Going through any of these scenarios can be unsettling at best and terrifying at worst, but your homeowner’s insurance policies provide several protections for you and your possessions. Now that we know how insurance companies classify lightning strikes and related lightning damage, let’s turn our attention towards the coverage normally afforded lightning damage victims.
Home Insurance Coverage and Your Household Items
The worst-case scenario of a direct lightning strike against your home is it starting a fire that threatens your family and destroys your property. In these cases, your insurance company will quickly move to help you to repair or replace your home. However, the average homeowner policy will also provide you and your family with additional benefits.
This Additional Coverage Includes:
- Personal Property. Personal property inside your home can run the gambit from your home furnishings to your electronic devices to appliances. This coverage is subject to owing to damage caused by a lightning strike. Normally, most insurers will offer coverage for those personal possessions at a rate of approximately 50-70% of the insurance coverage you have on the primary home structure.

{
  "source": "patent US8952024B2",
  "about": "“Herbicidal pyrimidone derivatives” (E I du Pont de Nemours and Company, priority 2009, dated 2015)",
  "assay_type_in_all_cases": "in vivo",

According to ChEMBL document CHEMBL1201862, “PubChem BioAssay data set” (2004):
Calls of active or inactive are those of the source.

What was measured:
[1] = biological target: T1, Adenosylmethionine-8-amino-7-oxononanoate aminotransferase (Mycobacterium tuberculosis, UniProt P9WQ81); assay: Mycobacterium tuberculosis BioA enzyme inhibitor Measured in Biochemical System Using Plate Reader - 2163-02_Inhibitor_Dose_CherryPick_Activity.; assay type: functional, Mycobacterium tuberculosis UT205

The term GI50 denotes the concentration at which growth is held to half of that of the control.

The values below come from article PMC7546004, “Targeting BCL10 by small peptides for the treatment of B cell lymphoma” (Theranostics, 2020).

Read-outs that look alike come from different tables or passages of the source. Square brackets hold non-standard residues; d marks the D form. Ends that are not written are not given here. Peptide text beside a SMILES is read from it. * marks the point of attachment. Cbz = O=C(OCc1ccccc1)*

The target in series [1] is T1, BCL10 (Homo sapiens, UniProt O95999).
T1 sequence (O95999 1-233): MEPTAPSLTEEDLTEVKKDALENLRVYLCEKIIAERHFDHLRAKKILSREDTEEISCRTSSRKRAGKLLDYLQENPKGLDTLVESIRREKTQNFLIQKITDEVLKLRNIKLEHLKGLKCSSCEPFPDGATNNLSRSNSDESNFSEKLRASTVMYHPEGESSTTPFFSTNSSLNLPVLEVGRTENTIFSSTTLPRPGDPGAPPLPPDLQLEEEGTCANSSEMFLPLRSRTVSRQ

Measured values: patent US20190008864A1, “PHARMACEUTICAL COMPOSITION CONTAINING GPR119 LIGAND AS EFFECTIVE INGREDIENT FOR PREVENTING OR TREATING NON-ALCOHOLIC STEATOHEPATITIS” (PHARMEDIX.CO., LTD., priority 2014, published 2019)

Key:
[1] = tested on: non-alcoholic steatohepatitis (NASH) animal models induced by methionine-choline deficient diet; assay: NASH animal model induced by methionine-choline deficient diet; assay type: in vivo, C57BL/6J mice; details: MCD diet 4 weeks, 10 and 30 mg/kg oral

- Living Expenses. You are likely to be displaced in the aftermath of a major lightning strike on your home. A homeowner’s policy will cover the cost of lodging while you wait for your home to have repairs. These costs typically have a cap at one-fifth of the home’s value.
- Additional Structures. Home insurance has limited coverage that will assist should you have other free-standing structures on your property (garden sheds, gazebos, or detached garages) that are destroyed or damaged. This category of coverage is normally capped at 20% of the house’s coverage limits.
The goal of your homeowner’s insurance is to get relief quickly in the aftermath of a disaster. And because the danger of lightning has been acknowledged since at least as early as the days of Benjamin Franklin, the insurance industry is well equipped to help you in these trying times.
As mentioned, purchasing additional insurance for the sole purpose of adding protection against lightning strikes is probably unnecessary. However, you will still always want to discuss your insurance needs with a qualified insurance agent.
What to Expect When Filing Insurance Claims for Lighting Damage
Once the shock of a lightning strike is over, you will need to contact your insurance adjuster. Most policies mandate you reach out within 60 days of any incident. Once reported, an insurance adjuster will come to your property to assess any damage.
Based on the level of damage, and whether the cost to repair your property exceeds your policy deductible, you will need to figure out whether you will want to file a claim. Should you decide in the affirmative, your adjuster will offer a settlement to make any needed repairs.